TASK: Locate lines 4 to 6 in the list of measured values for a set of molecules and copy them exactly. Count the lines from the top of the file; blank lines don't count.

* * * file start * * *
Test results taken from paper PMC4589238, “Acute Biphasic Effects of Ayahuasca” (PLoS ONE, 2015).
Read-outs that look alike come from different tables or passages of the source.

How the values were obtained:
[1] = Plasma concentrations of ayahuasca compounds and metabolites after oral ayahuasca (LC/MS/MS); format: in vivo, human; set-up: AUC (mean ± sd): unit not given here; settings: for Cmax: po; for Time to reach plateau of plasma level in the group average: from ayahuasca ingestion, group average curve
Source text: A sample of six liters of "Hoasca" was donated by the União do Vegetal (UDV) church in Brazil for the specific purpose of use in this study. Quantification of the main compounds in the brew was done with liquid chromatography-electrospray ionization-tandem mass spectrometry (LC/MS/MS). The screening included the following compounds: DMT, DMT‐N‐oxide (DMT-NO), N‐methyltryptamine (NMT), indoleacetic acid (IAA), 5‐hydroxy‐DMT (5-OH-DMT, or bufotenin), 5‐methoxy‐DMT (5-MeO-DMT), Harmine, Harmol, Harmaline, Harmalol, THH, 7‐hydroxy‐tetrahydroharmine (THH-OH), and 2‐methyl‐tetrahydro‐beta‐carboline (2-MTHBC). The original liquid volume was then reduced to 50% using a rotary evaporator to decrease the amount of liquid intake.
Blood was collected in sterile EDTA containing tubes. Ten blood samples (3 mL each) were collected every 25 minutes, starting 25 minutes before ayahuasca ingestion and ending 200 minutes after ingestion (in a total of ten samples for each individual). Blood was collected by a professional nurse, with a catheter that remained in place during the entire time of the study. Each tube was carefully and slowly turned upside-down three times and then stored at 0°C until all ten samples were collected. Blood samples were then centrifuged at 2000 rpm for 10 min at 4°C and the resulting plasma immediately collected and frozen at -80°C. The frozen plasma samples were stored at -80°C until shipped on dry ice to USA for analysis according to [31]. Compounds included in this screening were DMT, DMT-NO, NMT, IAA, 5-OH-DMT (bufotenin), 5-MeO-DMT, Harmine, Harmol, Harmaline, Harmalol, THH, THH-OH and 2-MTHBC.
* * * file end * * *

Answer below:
[1] = Plasma concentrations of ayahuasca compounds and metabolites after oral ayahuasca (LC/MS/MS); format: in vivo, human; set-up: AUC (mean ± sd): unit not given here; settings: for Cmax: po; for Time to reach plateau of plasma level in the group average: from ayahuasca ingestion, group average curve
Source text: A sample of six liters of "Hoasca" was donated by the União do Vegetal (UDV) church in Brazil for the specific purpose of use in this study. Quantification of the main compounds in the brew was done with liquid chromatography-electrospray ionization-tandem mass spectrometry (LC/MS/MS). The screening included the following compounds: DMT, DMT‐N‐oxide (DMT-NO), N‐methyltryptamine (NMT), indoleacetic acid (IAA), 5‐hydroxy‐DMT (5-OH-DMT, or bufotenin), 5‐methoxy‐DMT (5-MeO-DMT), Harmine, Harmol, Harmaline, Harmalol, THH, 7‐hydroxy‐tetrahydroharmine (THH-OH), and 2‐methyl‐tetrahydro‐beta‐carboline (2-MTHBC). The original liquid volume was then reduced to 50% using a rotary evaporator to decrease the amount of liquid intake.
Blood was collected in sterile EDTA containing tubes. Ten blood samples (3 mL each) were collected every 25 minutes, starting 25 minutes before ayahuasca ingestion and ending 200 minutes after ingestion (in a total of ten samples for each individual). Blood was collected by a professional nurse, with a catheter that remained in place during the entire time of the study. Each tube was carefully and slowly turned upside-down three times and then stored at 0°C until all ten samples were collected. Blood samples were then centrifuged at 2000 rpm for 10 min at 4°C and the resulting plasma immediately collected and frozen at -80°C. The frozen plasma samples were stored at -80°C until shipped on dry ice to USA for analysis according to [31]. Compounds included in this screening were DMT, DMT-NO, NMT, IAA, 5-OH-DMT (bufotenin), 5-MeO-DMT, Harmine, Harmol, Harmaline, Harmalol, THH, THH-OH and 2-MTHBC.